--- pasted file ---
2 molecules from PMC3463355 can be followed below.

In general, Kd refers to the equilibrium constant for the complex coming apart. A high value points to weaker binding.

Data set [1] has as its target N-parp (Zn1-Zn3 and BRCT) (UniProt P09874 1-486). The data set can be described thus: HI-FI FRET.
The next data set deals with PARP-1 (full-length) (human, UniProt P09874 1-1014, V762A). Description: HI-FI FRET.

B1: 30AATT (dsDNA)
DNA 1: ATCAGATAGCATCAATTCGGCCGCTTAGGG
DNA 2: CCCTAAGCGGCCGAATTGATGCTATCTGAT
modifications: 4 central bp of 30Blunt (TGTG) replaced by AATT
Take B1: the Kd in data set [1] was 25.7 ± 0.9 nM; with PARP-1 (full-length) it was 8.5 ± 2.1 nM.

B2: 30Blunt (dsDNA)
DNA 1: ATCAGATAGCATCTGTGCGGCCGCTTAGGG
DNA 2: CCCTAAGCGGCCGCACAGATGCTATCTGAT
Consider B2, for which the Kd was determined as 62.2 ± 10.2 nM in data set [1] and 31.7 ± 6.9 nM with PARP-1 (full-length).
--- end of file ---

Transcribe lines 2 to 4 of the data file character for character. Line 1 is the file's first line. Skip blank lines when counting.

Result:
In general, Kd refers to the equilibrium constant for the complex coming apart. A high value points to weaker binding.

Data set [1] has as its target N-parp (Zn1-Zn3 and BRCT) (UniProt P09874 1-486). The data set can be described thus: HI-FI FRET.
The next data set deals with PARP-1 (full-length) (human, UniProt P09874 1-1014, V762A). Description: HI-FI FRET.